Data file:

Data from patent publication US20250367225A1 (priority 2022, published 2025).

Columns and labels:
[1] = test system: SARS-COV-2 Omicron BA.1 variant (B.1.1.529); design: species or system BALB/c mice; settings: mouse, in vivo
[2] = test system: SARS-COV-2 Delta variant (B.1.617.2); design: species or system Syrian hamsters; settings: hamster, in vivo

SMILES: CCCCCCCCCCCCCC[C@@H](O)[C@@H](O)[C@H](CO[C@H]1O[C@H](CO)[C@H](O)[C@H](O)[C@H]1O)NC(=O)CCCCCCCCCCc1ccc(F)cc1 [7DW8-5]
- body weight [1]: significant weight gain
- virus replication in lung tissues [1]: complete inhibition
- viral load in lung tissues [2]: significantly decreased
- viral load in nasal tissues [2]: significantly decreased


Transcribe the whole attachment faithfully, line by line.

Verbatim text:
Data from patent publication US20250367225A1 (priority 2022, published 2025).

Columns and labels:
[1] = test system: SARS-COV-2 Omicron BA.1 variant (B.1.1.529); design: species or system BALB/c mice; settings: mouse, in vivo
[2] = test system: SARS-COV-2 Delta variant (B.1.617.2); design: species or system Syrian hamsters; settings: hamster, in vivo

SMILES: CCCCCCCCCCCCCC[C@@H](O)[C@@H](O)[C@H](CO[C@H]1O[C@H](CO)[C@H](O)[C@H](O)[C@H]1O)NC(=O)CCCCCCCCCCc1ccc(F)cc1 [7DW8-5]
- body weight [1]: significant weight gain
- virus replication in lung tissues [1]: complete inhibition
- viral load in lung tissues [2]: significantly decreased
- viral load in nasal tissues [2]: significantly decreased